This annual report offers a wealth of information on the broader global telecommunications sector and is a valuable resource of insights, examples and trends. It provides important insights into developments such as M2M; Big Data; Cloud Computing and the Internet of Things. Supported by key statistics, analysis and cases studies; this report provides a unique perspective on the key trends shaping our dynamic telecoms industry.
Subjects covered include:
Researchers:- Kylie Wansink, Paul Budde.
Current publication date:- July 2014 (11th Edition)
The broader telecoms environment continues to be very challenging in 2014 and looking towards 2015 there still are many technological, economic and regulatory changes that the industry faces. The market is highly competitive and ruthless with those operating in the telecoms, mobile, broadband, digital media and ICT industries alike all scrambling to retain and build new revenue streams.
Every day hundreds of thousands of new devices, as well as new people, are added to the telecommunications networks that span the globe and there is no indication whatsoever that the demand is going to slow down any time soon – we see it continuing for decades to come. Yet, at the same time, many telcos and ISPs are struggling to maintain their profitability.
This defies economic logic. Market economics will tell you that when demand increases companies are stimulated to build more in order to sell more; and if that doesn’t happen other companies will happily step in to take up the slack and compete for that extra demand. But this is not happening in the telecoms market. Operators are dragging their feet in the building of new infrastructure – in particular new fixed infrastructure such as FttP. In the mobile market also we see great problems on the supply side, with network congestion and network breakdowns.
In these conditions; the telecoms industry is again realising the importance of the customer as increased competition and economic pressure forces the operators to attract and retain customers. New tools and techniques are now being deployed to assist this process, with real-time processing and data analytics being used to improve the customer experience. Operators are also increasingly reviewing service packages in order to entice the customer.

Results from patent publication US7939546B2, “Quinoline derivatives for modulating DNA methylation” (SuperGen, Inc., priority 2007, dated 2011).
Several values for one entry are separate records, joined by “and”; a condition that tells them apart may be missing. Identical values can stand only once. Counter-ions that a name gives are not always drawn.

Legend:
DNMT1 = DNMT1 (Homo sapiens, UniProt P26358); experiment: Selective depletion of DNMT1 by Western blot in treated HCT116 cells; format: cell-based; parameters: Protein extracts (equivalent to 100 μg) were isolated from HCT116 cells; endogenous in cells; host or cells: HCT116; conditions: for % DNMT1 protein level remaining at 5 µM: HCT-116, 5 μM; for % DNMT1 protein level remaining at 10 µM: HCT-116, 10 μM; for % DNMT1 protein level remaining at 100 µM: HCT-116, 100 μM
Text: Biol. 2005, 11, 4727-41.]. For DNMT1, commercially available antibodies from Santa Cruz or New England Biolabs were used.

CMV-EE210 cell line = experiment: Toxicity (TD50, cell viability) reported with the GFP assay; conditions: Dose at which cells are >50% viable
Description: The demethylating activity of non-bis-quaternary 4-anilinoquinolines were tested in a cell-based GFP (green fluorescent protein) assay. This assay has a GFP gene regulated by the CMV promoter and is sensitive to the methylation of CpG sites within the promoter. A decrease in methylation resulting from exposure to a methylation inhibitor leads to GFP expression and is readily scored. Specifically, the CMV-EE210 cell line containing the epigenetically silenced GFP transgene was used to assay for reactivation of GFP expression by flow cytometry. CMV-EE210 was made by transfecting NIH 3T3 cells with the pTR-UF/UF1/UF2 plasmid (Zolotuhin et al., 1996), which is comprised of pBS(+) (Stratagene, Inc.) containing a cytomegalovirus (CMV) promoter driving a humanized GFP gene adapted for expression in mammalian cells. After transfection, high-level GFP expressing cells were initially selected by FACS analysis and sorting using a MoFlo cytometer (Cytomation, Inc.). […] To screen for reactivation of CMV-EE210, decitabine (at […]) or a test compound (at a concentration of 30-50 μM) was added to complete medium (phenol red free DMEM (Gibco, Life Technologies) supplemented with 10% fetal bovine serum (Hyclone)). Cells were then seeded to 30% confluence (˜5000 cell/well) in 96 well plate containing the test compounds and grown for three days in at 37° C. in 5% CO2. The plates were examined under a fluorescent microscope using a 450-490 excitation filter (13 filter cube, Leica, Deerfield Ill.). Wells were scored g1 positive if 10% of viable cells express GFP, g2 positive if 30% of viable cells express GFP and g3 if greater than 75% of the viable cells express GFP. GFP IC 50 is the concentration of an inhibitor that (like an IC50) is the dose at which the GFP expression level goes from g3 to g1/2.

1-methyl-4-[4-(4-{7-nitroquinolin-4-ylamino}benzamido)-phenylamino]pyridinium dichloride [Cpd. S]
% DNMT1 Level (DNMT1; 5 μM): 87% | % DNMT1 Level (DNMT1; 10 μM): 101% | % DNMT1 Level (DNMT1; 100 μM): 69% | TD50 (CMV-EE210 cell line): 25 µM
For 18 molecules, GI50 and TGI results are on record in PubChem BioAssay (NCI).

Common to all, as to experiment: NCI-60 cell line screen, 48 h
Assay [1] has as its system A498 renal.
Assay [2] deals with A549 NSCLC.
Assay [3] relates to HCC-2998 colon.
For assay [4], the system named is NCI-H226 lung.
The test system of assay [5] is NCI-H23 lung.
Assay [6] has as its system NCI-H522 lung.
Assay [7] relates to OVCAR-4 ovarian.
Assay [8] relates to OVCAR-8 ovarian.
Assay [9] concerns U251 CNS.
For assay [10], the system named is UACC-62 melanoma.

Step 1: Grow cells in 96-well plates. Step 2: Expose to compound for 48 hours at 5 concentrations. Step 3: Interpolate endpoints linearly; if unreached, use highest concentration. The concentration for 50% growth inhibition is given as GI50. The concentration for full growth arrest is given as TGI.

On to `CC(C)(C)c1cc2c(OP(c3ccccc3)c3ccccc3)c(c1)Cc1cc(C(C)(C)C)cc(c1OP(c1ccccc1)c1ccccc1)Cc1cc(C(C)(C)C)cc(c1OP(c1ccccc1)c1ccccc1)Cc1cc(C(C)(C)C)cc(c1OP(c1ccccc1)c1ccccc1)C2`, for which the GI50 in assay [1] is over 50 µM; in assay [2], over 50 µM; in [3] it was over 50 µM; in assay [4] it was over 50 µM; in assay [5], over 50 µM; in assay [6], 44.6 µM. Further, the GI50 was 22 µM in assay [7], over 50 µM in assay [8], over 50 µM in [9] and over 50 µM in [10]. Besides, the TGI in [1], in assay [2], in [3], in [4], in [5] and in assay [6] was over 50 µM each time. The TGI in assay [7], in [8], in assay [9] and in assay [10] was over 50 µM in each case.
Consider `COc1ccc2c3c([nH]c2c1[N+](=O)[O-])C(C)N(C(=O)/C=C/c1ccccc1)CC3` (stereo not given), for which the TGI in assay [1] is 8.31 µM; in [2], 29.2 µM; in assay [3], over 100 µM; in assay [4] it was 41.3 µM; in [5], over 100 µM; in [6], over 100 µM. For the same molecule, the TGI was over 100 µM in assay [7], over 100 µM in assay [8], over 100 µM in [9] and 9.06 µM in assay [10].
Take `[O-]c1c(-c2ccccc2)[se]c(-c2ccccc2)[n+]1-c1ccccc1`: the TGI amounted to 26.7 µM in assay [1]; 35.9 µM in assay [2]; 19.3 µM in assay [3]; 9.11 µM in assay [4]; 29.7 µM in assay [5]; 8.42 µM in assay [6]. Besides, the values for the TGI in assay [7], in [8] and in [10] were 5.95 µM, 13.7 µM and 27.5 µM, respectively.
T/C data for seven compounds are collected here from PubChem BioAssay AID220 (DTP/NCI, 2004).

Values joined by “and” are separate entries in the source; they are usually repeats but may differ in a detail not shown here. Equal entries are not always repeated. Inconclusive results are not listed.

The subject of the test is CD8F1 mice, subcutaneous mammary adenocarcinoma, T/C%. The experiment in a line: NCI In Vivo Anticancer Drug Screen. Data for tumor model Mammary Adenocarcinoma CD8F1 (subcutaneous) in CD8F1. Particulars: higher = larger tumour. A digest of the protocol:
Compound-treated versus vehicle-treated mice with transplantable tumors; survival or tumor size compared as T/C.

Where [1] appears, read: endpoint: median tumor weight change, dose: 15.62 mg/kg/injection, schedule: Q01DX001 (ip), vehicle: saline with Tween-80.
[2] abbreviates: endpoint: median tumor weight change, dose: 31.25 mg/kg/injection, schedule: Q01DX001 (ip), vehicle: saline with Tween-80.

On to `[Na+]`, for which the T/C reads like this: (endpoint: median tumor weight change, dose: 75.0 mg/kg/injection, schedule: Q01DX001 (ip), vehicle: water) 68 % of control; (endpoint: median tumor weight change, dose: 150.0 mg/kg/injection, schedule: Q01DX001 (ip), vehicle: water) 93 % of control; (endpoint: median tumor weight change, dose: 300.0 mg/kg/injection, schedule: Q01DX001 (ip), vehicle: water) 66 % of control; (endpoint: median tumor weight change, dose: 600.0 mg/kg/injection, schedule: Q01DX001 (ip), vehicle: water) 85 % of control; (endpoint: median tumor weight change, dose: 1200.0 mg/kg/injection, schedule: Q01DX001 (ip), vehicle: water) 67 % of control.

While data management is becoming critical to business operations – very few companies have a good understanding of where their data is at any given time. As well as this; the enormous amount of data that is now being collected is placing a real strain on infrastructure, software and services. There clearly must be more intelligent ways to manage the data and both cloud deployments and Big Data analytics will remain hot trends for the near future. Indeed by 2015, BuddeComm can see that “the cloud” will be just another delivery model for a range of "as-a-service" offerings.
The role of external data centres are set to increase with organisations embracing this concept. The data centre market includes tele-housing facilities, co-location facilities, cloud and IT services, content hosting, connectivity and interconnection. They are important for the emerging developments surrounding cloud computing and the Internet of Things (M2M).
Mobile technology and smart devices continue to lead the way and mobile broadband has in fact become the fastest growth area for the overall telecoms sector. This in turn sees the number of Internet users continues to increase as the penetration of both fixed and mobile broadband becomes more accessible around the globe.
While the story for the traditional players in the telecoms market is all about shrinkage, on the other hand we see significant growth in many of the new subsectors of the broader ICT market, which includes cloud computing, data centres and M2M. The big picture reveals that many of the benefits and opportunities for telecommunications stretch far beyond the network and apply to social and economic benefits, healthcare, education, digital economy, businesses, new job creation and the green economy. All of these are potential opportunities and benefits that can be created on top of a robust global telecommunications infrastructure.
Examples of key insights:
Data in this report is the latest available at the time of preparation and may not be for the current year
Mobile & Wireless Broadband and Media
Mobile Communications (voice and infrastructure)
Regulations & Government Policies
Strategies & Analyses (Industry & Markets)
Number of pages 120
Last updated 29 Jul 2014
Analyst: Kylie Wansink
As you know, I have resigned from the Labor Ministry and have decided not to re-contest the seat of Charlton at the next election – both for personal reasons.
Before leaving Parliament, I particularly wish to record my thanks to you for your generous and constructive participation in the deliberations that generated significant economic policy reforms for the Australian community. Continuous economic transformation is a key challenge that faces all Governments.
The development of sound public policy should always be contestable. Ultimately, good and equitable outcomes are not concessions to any particular interest group, but the careful balancing of interests to create the greatest possible benefit for the nation. You have contributed to that, and I sincerely thank you for it.
Greg Combet, Former Minister for Climate Change, Industry and Innovation
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